Teaching a man to fish


I grew up in a family that celebrated food. We discussed plans for the next meal at the dinner table. Summers were not idyllic; they meant endless days in our massive garden and late nights of shelling butter beans, harvesting honey, canning tomatoes, putting up food. My father and brother hunted, so the meat on the table was mostly venison, sometimes dove or rabbit that we had cleaned and butchered ourselves. We rarely ate beef, pork or chicken.

So it's painful to imagine the depth and genesis of problems described in Amy Goldstein's piercing story on childhood hunger. In a portrayal of Anajyha, a serious girl who lives with her two brothers and mother who has lost two of her three part-time jobs in Philadelphia, Ms. Goldstein writes:

In her home, in a scuffed neighborhood called Strawberry Mansion a few miles north of the Liberty Bell, food stamps arrive but never last the month. There can be cereal but no milk. Pancake mix and butter but no eggs.

And about Christina Koch, 26:

Not long ago, when she had the money, Koch bought more than 20 boxes of macaroni and cheese and stored them under her kitchen sink. The sink leaked. Every box was ruined.

Then, this:

In early November, when $650 in food stamps came, she splurged on $18 in Chinese takeout. When the food stamps run out, she buys on credit from Indio's Mini Market, a few blocks away. In October, she ended up with a $300 tab.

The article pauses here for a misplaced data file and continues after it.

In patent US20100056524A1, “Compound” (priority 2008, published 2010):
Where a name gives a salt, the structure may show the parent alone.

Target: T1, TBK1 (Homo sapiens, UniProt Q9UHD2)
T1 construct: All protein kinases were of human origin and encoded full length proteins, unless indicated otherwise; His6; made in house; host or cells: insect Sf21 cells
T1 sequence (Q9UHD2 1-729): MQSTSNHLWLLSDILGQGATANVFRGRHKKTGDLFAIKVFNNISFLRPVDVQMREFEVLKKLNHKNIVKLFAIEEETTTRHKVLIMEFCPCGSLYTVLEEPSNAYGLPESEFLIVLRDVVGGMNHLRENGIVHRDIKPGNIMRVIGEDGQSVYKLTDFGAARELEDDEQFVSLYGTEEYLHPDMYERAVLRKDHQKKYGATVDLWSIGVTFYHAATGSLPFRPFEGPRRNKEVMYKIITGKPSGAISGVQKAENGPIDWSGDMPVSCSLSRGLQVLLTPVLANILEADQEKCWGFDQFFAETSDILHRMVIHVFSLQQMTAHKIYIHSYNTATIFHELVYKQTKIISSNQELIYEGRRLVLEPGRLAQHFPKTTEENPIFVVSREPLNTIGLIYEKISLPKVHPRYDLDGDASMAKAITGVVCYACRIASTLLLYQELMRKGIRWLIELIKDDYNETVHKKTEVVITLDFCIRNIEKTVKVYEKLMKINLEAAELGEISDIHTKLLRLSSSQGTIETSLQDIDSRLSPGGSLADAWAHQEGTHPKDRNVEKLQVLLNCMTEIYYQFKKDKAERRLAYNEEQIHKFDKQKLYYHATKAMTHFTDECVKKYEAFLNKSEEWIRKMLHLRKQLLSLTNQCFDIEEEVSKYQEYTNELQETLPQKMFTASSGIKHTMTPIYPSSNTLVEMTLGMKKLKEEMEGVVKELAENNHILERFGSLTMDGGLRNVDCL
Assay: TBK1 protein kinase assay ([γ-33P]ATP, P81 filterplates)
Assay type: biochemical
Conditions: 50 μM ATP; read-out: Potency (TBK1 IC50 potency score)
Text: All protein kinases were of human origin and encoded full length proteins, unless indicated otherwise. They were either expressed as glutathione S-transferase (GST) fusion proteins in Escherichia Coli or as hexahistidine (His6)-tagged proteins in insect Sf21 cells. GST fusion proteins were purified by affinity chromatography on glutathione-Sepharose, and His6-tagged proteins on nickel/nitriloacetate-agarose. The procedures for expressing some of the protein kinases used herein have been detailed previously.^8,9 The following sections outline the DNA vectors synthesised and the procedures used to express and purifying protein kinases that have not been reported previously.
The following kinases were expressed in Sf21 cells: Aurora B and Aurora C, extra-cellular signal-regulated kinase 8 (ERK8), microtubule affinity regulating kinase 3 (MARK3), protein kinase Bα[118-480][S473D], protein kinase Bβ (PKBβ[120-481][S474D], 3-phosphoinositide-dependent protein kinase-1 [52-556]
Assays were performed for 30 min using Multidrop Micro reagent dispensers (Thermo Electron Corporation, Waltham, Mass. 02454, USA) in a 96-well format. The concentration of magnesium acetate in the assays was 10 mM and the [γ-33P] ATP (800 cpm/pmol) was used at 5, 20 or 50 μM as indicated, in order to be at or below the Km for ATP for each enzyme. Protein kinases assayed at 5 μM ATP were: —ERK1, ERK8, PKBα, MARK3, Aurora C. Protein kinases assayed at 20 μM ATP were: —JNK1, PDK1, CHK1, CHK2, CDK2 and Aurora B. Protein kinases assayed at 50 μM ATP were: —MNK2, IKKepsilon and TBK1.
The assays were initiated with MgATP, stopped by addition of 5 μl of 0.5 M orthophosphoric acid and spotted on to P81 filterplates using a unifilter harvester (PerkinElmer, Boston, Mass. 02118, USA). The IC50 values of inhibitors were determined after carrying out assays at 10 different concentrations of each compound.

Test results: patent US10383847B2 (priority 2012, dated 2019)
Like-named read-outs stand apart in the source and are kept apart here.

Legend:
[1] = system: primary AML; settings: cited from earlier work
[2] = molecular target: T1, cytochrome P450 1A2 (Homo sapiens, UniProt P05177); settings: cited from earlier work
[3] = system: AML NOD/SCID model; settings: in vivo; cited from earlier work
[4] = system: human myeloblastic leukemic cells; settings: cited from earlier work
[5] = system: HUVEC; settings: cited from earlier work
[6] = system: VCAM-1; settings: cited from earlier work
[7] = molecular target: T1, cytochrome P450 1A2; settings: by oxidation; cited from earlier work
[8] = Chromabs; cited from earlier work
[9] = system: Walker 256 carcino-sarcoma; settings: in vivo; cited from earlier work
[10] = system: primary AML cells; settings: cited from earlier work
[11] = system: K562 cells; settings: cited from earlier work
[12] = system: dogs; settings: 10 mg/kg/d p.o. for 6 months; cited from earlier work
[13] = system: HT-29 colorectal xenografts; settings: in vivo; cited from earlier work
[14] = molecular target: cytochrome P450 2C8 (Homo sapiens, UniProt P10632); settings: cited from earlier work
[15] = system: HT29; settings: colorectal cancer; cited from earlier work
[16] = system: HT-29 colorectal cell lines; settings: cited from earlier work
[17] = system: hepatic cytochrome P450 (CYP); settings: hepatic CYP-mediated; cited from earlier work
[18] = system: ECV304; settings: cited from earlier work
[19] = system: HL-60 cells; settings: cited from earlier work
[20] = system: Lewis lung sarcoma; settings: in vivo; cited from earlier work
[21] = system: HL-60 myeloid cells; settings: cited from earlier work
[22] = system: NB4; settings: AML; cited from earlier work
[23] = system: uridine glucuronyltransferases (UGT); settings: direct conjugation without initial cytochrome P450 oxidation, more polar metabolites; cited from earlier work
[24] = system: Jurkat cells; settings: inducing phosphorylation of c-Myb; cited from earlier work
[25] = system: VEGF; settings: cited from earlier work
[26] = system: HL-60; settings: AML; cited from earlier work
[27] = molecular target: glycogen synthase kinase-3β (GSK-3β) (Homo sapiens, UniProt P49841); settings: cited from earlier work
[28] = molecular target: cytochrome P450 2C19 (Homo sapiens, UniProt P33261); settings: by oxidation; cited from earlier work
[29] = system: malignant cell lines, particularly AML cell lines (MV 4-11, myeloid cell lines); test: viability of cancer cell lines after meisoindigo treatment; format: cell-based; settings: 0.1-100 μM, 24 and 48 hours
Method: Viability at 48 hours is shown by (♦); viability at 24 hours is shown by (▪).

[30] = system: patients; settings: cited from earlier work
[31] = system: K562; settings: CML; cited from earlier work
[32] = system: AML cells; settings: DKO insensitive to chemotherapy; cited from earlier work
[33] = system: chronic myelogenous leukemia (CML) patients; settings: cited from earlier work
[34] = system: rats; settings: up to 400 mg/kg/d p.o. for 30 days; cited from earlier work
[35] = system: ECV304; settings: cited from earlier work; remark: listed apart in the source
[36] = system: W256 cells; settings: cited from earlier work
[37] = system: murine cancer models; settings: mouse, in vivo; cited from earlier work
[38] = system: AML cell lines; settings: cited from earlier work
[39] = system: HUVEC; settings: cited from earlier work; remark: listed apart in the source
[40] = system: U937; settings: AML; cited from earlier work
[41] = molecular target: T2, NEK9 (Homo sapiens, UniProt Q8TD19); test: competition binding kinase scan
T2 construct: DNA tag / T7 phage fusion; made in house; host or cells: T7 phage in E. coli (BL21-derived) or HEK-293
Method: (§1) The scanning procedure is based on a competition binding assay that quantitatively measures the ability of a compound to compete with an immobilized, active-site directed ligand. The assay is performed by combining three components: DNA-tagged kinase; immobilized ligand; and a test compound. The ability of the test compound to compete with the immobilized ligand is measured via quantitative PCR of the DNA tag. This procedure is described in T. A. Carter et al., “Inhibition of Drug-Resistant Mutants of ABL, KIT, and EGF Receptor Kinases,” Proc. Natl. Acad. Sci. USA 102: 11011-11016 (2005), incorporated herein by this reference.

As Congress prepares to take up reauthorization of the Child Nutrition and WIC Reauthorization Act, perhaps it can mandate and fund classes in self-sufficiency, from pre-K to grade 12 - along with adequate funding for school meals and increased vegetables, whole grains, fruits and whole foods on those trays.) A $650 credit can buy an abundance of nutritious food, but without skills of cooking and planning, hunger can be quickly handled with dry cereal, pancake mix or boxed macaroni and cheese - until the money runs out.

And perhaps lawmakers can also follow the lead of Martha G. Scott, a state senator in Michigan who led the charge to change the payment of food stamp assistance to twice monthly. Ms. Scott's sensible bill (SB 120) signed by Gov. Jennifer Granholm in 2008 addresses problems of monthly disbursement: high demand for groceries in only the first 10 days of the month, forcing a boom/bust cycle of fresh foods early in the month that peters out (along with grocery workers' hours) as customers run out of money. And then there's the hunger.

President Barack Obama has pledged to eliminate childhood hunger in the U.S by 2015. As Ms. Goldstein's story shows, other problems of poverty are interwoven as well. How can we teach a man to fish? And to celebrate his catch?

Tags: Child Nutrition Act, childhood hunger, food insecurity, hunger

blog comments powered by Disqus